Student wages have long been a topic of conversation for Muhlenberg students. In November of 2021, Ava Duskic ‘23 published an op-ed in The Weekly entitled “Let’s add some green to Muhlenberg’s colors.” She stated, “I am grateful for the ability to have a job and continue my schoolwork, but for being invaluable members of the Muhlenberg community, we are worth more than three chicken tenders and a bag of chips.” Since the publication of Duskic’s piece, Muhlenberg’s minimum student wage of $8/hour has not changed.
With the exception of Cedar Crest College, Muhlenberg’s minimum student wage is the lowest of its competitor institutions in the Lehigh Valley. These institutions, namely Lehigh University, Lafayette College, DeSales University and Moravian University, have minimum wages ranging from $8.25-9.25/hour, with students being paid up to $12 for some positions.
Lafayette, Lehigh and DeSales have all raised their minimum wages in the past year. Muhlenberg’s wage, however, has been stagnant since the pre-pandemic world (at least 2019).
Muhlenberg’s wage of $8/hour is 75 cents over the federal minimum wage/Pennsylvania’s minimum wage, both of which currently sit at $7.25/hour. Still, student wages are abysmally low. According to a living wage calculator developed by the Massachusetts Institute of Technology, the poverty wage for those living in the Allentown-Bethlehem-Easton area is $6.19/hour, while the living wage is $16.71/hour. Thus, Muhlenberg students are paid significantly closer to the poverty wage than the living wage.
Meg Ryan, vice president for enrollment management, and Greg Mitton, director of financial aid, responded to this, saying “to truly compare our campus wages to these statistics I believe you would have to include the robust financial aid offered to our students as well.”
However, in the instance where financial aid does provide work study for a student, work study is still frequently insufficient to provide for students outside of their on-campus needs. Tony Jack, Ph.D., a Harvard sociologist who received an honorary degree from Muhlenberg, spoke on campus in 2019 about the barriers students face despite receiving enough financial aid to afford college tuition. He pointed out that even schools with no-loan financial aid policies fail to acknowledge that a student might have tuition covered but still struggle to pay for food, trips home during breaks and other expenses incurred at college.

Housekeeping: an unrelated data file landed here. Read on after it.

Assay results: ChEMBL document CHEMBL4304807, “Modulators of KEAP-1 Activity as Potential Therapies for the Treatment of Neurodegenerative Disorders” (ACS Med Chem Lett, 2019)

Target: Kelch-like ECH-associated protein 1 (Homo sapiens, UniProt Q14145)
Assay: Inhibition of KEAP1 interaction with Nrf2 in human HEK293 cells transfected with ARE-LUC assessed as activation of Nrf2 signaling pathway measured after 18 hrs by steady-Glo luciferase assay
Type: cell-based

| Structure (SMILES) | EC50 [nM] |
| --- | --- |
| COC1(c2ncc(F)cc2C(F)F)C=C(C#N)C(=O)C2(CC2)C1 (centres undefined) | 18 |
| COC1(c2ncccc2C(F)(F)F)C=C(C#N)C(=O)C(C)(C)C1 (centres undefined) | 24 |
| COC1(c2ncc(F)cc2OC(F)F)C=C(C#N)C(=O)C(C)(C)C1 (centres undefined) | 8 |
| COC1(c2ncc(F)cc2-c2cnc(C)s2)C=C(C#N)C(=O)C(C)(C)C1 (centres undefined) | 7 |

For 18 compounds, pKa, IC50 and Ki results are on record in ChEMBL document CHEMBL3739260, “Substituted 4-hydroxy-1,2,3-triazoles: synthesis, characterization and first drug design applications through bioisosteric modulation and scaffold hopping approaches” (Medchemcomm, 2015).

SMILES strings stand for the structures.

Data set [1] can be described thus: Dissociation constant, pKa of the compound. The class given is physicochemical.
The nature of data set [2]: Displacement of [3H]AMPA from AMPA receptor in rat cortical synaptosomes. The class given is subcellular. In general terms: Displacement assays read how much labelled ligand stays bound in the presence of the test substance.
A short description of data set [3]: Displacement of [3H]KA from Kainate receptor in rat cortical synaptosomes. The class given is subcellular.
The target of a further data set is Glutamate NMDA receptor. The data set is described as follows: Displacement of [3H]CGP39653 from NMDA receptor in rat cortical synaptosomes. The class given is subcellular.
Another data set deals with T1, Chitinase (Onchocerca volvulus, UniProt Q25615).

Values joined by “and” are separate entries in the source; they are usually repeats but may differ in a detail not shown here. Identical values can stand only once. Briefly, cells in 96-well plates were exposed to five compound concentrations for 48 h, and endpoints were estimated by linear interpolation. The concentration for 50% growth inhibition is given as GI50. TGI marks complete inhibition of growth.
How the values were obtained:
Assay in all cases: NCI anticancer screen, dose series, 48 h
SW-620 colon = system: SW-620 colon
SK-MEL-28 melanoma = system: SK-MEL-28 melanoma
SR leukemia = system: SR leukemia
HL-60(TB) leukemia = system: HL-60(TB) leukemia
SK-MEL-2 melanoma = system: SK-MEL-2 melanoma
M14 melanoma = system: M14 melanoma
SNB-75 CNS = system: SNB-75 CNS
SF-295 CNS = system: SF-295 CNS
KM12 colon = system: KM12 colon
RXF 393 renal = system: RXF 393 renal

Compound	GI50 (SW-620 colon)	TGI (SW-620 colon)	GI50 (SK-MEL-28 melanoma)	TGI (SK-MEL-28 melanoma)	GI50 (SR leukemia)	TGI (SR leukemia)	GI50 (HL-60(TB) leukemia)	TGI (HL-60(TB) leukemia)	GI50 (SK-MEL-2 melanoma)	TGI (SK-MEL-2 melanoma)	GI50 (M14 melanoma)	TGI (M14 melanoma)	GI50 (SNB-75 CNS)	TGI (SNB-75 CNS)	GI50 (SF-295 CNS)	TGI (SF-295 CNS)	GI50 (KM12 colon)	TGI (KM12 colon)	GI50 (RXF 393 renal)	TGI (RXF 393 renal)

Claire Spenard ‘23 explains that the low minimum wage is “why I work for Sodexo at the dining hall on top of my work study job. I need to make money and work study doesn’t cut it.” Work study positions are included in a student’s financial aid offer, and delineate an amount of money that a student can make through specific on-campus jobs.
“it’s really difficult to be able to balance everything financially when the wages are so low.”James Wynne ’23
James Wynne ‘23 holds a work study position in the history department. Wynne explains that as part of the work study program, there is a cap of what he is able to make. This total is $1800/year, or $900/semester. Wynne says, “I have never made that $900 once… Based on the hourly rate, I mean, it’s just simple math, I would have to work so many hours during the week. And as a full time student, it’s really difficult to do that.”
In addition to his work study position, Wynne works at Syb’s West End Deli. He shares that he works these two positions “just to make ends meet as a financially independent student. A lot of people have other forms of funds that they can rely on. But the jobs that I have are my main source of income. And so it’s really difficult to be able to balance everything financially when the wages are so low. So I think it would just be a form of raising the general quality of life for a lot of students who really depend on these wages.”